Historically, banks almost singularly focused on products and sales. Customer service and experience took a backseat. However, today the situation is changing significantly.
Broad acceptance of digital and mobile technologies has exposed banking customers to exceptional services and seamless customer experiences from providers in other industries. BigTechs are affecting the expectations of banking customers as well.
BigTechs use all available data sources to understand their customers’ needs. Then, based on these insights, they build a holistic view of each customer to enable personalized, relevant interactions that give shoppers what they like most when they need it.
Technology has changed how customers interact across every industry so that all lifestyle activities now leave a digital footprint. It is no surprise, therefore, that banks are adopting digitalization to provide quicker service resolution, competitive pricing, and easy-to-use website/mobile apps.
However, few banks have embraced the holistic approach of BigTechs to leverage data for keener customer insights. Instead, banks address customer pain points at various touchpoints, which can create a disjointed experience and a less-than-seamless journey.
Striving for a frictionless and personalized customer journey
A customer journey includes a set of sequential activities that occur during a transaction. For instance, when seeking a loan, a customer will go through informational phases covering quotes, purchasing, onboarding, and service. The customer’s journey may cross all channels from mobile apps, through web interfaces, and even though more traditional mediums such as a call center.
Banks are in a position of strength based on the vast customer data they accumulate through historical transactions – and they can access a full view of each customer’s financial life and lifestyle preferences by leveraging this data. With the increased adoption of digital channels, and social media as new sources, there has never been a better time for banks to take a 360-degree view of their customers’ lives and offer a segment-of-one customer experience – the right offer at the right time.
The growing role of analytics
Analytics have evolved measurably over the past few years. While most banks already use analytics to some extent, their approach is not always holistic. Practical use of data analytics can help firms to more fully understand their customers’ preferences and needs to deliver customized and personalized products.
Real-time analytics also help to reduce drop-out rates because decision making is quick, and customers are not kept guessing or waiting. Moreover, analytics-based optimal pricing and next-best offer services can attract new customers. Better customer monitoring will support cross-selling and up-selling the right products to maximize the customer’s lifetime value.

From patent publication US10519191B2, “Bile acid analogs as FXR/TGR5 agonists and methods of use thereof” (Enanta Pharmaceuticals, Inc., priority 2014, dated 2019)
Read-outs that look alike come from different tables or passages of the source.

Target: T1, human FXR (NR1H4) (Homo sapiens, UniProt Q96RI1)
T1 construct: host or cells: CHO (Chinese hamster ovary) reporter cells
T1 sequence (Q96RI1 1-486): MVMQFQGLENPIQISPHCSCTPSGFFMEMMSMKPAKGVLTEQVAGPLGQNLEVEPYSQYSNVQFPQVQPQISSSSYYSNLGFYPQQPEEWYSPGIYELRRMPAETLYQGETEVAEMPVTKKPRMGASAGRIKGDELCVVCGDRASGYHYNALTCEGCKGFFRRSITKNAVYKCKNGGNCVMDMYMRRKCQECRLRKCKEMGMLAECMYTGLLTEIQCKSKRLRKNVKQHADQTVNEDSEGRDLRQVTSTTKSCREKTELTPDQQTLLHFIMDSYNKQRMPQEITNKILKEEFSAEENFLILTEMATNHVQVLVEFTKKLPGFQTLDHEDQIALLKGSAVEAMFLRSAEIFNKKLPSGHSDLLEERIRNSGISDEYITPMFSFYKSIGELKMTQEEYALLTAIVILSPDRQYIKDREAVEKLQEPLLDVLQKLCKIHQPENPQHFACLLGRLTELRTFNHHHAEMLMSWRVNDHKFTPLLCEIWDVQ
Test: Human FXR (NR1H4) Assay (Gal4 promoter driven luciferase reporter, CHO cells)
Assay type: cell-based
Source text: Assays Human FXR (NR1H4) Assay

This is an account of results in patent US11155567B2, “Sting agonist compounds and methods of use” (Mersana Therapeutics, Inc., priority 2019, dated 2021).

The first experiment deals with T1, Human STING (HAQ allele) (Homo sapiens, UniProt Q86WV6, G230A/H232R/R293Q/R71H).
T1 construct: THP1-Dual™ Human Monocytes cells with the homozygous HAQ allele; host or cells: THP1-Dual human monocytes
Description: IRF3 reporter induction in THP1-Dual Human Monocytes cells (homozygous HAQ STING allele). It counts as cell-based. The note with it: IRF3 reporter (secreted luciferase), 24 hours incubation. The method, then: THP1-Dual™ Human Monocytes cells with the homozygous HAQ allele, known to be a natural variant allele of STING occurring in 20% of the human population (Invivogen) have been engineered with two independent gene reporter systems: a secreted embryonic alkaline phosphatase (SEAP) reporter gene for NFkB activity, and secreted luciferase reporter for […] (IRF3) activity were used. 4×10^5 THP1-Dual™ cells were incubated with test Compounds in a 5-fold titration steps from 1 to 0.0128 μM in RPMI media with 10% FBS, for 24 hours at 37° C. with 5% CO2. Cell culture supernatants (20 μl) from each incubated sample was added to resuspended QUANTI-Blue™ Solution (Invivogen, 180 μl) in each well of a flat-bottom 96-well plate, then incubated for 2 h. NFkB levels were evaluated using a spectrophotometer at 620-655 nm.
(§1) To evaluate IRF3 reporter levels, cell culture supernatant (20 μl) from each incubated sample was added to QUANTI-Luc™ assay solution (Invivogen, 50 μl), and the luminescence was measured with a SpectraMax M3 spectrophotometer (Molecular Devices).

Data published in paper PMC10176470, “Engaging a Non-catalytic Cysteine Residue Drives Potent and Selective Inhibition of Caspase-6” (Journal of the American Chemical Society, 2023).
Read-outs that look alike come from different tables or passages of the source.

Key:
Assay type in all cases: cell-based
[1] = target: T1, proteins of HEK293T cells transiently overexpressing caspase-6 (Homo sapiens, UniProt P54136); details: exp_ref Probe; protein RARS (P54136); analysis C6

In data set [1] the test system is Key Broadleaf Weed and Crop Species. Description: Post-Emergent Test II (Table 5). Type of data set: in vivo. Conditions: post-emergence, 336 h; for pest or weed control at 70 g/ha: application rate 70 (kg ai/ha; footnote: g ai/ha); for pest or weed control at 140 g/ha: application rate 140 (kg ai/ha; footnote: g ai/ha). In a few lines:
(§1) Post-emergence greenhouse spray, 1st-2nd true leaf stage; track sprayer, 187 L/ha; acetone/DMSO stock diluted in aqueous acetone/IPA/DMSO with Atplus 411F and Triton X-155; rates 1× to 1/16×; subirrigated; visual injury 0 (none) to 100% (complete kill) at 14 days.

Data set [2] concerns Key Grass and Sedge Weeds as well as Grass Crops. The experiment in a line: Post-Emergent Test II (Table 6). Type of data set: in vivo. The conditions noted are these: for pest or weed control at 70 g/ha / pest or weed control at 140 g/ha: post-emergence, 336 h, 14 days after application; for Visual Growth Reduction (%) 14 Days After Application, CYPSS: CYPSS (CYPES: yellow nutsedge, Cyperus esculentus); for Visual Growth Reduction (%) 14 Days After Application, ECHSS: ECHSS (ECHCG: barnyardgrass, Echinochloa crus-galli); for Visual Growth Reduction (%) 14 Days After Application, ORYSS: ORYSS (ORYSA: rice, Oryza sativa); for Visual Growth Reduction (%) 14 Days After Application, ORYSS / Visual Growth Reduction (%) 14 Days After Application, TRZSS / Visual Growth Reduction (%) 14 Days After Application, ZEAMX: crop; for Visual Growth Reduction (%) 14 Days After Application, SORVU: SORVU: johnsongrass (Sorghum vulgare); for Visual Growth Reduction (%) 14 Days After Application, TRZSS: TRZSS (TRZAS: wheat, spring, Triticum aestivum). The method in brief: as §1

A strategy that puts data to holistic, not-fragmented use is critical to ensuring superior experience throughout the customer journey. Banks can leverage their unique view of customers’ life stages and lifestyles to proactively reach out with relevant and personalized products that serve specific, timely needs.
For example, to better understand customer behavior, Lloyds Banking Group in the UK began working with Google in early 2016, to offer requirements-based, real-time solutions to consumers. Lloyds tested Google’s big data platform technologies and analytics on non-personal behavioral data using a secure Lloyds’ account on the Google Cloud platform.
Readily available product and service information, prompt customer support, and instant approvals can safeguard customer satisfaction, resulting in fewer drop-offs and increased sales. What’s more, analytics can minimize customer effort during onboarding through features such as pre-filled forms. Banks can predefine rules and criteria to enable straight-through processing by leveraging analytics.
Banks and users benefit from digital IDs
Source: Capgemini Financial Services Analysis, 2017
Generally speaking, analytics can strengthen the customer-bank bond during customer service interactions, and self-service quality dashboards and reporting tools offer peace of mind because customers know they have 24/7 access to their latest information.
Analytics can be an asset when it comes to running relevant customer loyalty programs and allowing firms to act as a true financial advisor, which can both enable sales and enhance customer trust. Similarly, analytics use can support the gathering and assessment of customer feedback to improve service and show customers that their voice matters.
Personalized and relevant services will help banks to realize the lifetime value of a customer. Through analytics, banks can devise customized services that not only improve customer experience and drive up-sales and cross-sales but also make customers feel valued and distinguished.
As banks move from traditional face-to-face customer relationships to digital relationships, this ability becomes even more crucial. Smoother customer journeys during sales, servicing, and problem resolution will help banks realize the maximum lifetime value of their customers. Banks should work to ensure that all functions work in tandem with a unified view of the customer’s status to provide a consistent customer experience across all lifecycle stages.
# # #
 The term BigTech encompasses tech giants such as Google, Apple, Facebook, Amazon, Microsoft, and Alibaba (sometimes referred to as GAFAMA).
 BankingTech.com, “Lloyds launches digital analytics innovation team,” Antony Peyton, March 4, 2016 https://www.bankingtech.com/2016/03/lloyds-teams-with-google-for-digital-analytics-innovation